Most of the terrestrial CO2 flux takes place through terrestrial vegetation that absorbs CO2 via the photosynthesis, although most of that amount is respired back to the atmosphere (Figure 5.5). The most important land carbon pools are the terrestrial vegetation, soil and detritus. The carbon fluxes between the atmosphere and these pools take place on relatively small time scales, therefore this part of the carbon cycle is sometimes referred to as the fast carbon cycle. On the shortest time scales of seconds to minutes, plants take carbon out of the atmosphere through photosynthesis and release it back into the atmosphere via respiration.

The amount of CO2 that is converted to carbohydrates in the photosynthesis is known as gross primary production (GPP). Part of this carbon is assimilated to support plant growth and functioning, the other part is respired. The annual difference between GPP and autotrophic respiration (Ra), i.e. the annual plant growth, is called net primary production (NPP, equation (5.1)). Terrestrial photosynthesis is estimated to be around 120 Gt C yr−1 (see Figure 5.5)



On longer time scales, most dead biomass moves to the soil organic matter and detritus pools, where it can be stored for years, decades or centuries. Several soil organic matter pools with different residence times can be defined. Eventually this carbon is respired back to the atmosphere by soil microbes and fungi, decomposed at a rate depending on their chemical composition and environmental circumstances (moisture, temperature etc.). When oxygen is present aerobic respiration occurs, which releases carbon dioxide. In the oxygen limited environment anaerobic respiration occurs, producing methane instead of CO2.

Carbon entering the terrestrial biosphere via photosynthesis is emitted back via (i) autotrophic respiration, (ii) heterotrophic respiration (decomposers and herbivores) (iii) fires (combustion). The net ecosystem production shows the net amount of carbon removed from (or released to) the atmosphere i.e. gained (or lost) by the ecosystem when no other disturbances (carbon loss of the ecosytem) are considered.



Taking into account other carbon losses, e.g. transport of biomass from agricultural lands, fires etc. shows us the carbon sequestered by the terrestrial biosphere, the net biome production (NBP). In a system being in equilibrium, NBP should be zero.

5.1.2. Oceanic processes

The ocean is another major sink of carbon, under natural circumstances it removes CO2 equivalent to ca. 70 Gt C yr-1 from the atmosphere (Figure 5.5). Before the industrial revolution, the ocean contained about 60 times as much carbon as the atmosphere and 20 times as much carbon as the terrestrial biosphere/soil compartment.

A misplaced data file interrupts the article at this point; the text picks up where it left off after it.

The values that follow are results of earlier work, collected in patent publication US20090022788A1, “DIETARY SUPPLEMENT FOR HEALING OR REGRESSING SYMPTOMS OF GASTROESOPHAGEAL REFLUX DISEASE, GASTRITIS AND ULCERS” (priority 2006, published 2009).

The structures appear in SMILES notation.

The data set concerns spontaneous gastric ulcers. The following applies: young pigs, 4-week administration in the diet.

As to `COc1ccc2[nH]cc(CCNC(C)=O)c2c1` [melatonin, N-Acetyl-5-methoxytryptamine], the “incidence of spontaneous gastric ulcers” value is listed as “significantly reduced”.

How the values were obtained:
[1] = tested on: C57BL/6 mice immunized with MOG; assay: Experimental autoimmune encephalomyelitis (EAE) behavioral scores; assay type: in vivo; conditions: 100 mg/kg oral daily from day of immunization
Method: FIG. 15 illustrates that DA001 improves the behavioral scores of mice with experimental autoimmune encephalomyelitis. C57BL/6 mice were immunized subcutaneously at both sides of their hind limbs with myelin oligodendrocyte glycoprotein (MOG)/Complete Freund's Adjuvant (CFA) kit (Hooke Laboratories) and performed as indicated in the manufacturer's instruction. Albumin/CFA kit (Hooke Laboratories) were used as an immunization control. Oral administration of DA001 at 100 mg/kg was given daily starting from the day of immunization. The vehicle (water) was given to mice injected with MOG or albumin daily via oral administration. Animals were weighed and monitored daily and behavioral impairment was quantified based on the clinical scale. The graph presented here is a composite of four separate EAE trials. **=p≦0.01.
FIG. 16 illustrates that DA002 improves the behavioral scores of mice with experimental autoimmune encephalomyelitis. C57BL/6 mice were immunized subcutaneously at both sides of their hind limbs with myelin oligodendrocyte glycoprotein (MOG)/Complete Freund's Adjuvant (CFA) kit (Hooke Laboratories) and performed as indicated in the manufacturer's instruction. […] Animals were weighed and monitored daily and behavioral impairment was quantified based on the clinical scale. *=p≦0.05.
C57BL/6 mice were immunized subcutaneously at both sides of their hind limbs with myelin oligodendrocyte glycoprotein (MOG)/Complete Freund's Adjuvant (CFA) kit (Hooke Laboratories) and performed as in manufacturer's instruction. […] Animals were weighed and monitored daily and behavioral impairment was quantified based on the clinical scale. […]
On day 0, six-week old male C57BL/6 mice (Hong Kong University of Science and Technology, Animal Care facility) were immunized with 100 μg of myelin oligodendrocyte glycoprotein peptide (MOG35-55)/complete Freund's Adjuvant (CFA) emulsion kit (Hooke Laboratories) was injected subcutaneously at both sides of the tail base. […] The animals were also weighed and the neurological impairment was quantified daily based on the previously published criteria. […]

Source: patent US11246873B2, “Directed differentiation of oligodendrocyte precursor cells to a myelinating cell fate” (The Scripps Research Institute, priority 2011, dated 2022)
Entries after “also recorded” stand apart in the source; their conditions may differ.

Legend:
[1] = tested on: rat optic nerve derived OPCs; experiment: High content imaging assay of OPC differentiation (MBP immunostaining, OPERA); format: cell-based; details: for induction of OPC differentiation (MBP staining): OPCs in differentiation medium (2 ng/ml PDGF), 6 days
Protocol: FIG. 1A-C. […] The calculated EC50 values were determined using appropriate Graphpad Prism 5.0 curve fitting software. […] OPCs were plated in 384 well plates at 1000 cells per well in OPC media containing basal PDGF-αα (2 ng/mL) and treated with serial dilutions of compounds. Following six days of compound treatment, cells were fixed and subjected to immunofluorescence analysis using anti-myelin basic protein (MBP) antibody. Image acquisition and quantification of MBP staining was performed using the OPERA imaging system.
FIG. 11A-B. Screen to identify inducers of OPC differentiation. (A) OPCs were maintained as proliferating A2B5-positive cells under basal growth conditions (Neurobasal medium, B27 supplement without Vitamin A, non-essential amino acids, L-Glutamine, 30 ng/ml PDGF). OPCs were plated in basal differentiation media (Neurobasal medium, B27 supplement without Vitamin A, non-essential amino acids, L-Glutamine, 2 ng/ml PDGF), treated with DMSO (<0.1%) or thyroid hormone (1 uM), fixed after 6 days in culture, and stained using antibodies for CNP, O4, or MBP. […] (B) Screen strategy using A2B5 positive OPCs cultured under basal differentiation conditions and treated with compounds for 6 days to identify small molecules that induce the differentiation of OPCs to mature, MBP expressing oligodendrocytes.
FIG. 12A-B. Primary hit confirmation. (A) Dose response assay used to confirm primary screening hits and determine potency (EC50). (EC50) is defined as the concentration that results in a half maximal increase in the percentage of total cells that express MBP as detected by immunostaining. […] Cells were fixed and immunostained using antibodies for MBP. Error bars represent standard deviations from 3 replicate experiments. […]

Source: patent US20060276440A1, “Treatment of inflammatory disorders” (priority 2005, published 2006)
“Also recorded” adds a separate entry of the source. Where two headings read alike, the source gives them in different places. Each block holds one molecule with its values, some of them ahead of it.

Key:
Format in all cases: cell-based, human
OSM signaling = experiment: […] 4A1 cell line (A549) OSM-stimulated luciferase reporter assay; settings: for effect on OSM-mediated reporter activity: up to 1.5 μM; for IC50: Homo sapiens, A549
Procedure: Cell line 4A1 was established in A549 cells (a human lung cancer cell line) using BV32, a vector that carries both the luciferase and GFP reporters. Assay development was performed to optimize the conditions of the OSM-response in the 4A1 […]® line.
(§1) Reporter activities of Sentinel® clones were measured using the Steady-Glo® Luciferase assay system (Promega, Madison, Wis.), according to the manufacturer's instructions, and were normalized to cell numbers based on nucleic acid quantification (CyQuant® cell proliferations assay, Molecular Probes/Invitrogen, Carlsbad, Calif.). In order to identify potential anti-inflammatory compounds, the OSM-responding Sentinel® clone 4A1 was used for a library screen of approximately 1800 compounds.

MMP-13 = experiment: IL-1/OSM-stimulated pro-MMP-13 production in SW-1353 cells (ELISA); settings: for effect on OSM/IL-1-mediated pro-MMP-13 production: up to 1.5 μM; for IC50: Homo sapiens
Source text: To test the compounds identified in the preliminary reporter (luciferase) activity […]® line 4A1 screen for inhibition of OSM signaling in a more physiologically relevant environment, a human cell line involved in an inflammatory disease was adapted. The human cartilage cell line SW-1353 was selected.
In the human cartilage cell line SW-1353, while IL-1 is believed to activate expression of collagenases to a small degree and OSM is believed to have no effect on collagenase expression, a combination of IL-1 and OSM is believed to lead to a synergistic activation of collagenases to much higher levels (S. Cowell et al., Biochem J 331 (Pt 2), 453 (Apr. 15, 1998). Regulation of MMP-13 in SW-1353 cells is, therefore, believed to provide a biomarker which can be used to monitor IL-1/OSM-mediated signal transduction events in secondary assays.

There are different processes involved in the removal of CO2 transporting carbon to different depths associated with different residence times. Because of the speed of the participating processes, this part is sometimes referred as the slow carbon cycle. Oceanic carbon exists in several forms: as dissolved inorganic carbon (DIC), dissolved organic carbon (DOC), and particulate organic carbon (POC) (living and dead). Basically three main processes govern carbon absorption: the solubility pump (CO2 exchange driven by solubility of atmospheric CO2), the organic carbon pump (driven by photosynthetic uptake by marine biota and sinking of this carbon as organic particles to deeper layers) and the CaCO3 counter pump (driven by release of CO2 during the formation of CaCO3 shells). The organic carbon pump and carbonate pump processes are the so-called biological pumps, while the solubility pump is sometimes referred as the physical pump (Figure 5.6).

Physical pump and biological pump.

Figure 5.6: Physical pump and biological pump. Three main ocean carbon pumps govern the regulation of natural atmospheric CO2 changes by the ocean (Heinze et al., 1991): the solubility pump, the organic carbon pump and the CaCO3 ‘counter pump’. The oceanic uptake of anthropogenic CO2 is dominated by inorganic carbon uptake at the ocean surface and physical transport of anthropogenic carbon from the surface to deeper layers. For a constant ocean circulation, to first order, the biological carbon pumps remain unaffected because nutrient cycling does not change. If the ocean circulation slows down, anthropogenic carbon uptake is dominated by inorganic buffering and physical transport as before, but the marine particle flux can reach greater depths if its sinking speed does not change, leading to a biologically induced negative feedback that is expected to be smaller than the positive feedback associated with a slower physical downward mixing of anthropogenic carbon. Source IPCC AR4 Fig. 7.10

The solubility pump

The marine carbonate buffer system allows the ocean to take up CO2 far in excess of its potential uptake capacity based on solubility alone, and in doing so controls the pH of the ocean. This control is achieved by a series of reactions that transform carbon added as CO2 into bicarbonate (HCO3) and carbonate (CO32–). These three dissolved forms are collectively known as DIC. CO2 is a weakly acidic gas and the minerals dissolved in the ocean have over geologic time created a slightly alkaline ocean (surface pH 7.9 to 8.25). When it dissolves, it reacts with water to form carbonic acid, which dissociates into a hydrogen ion (H+) and a HCO3– ion, with some of the H+ then reacting with CO32– to form a second HCO3 ion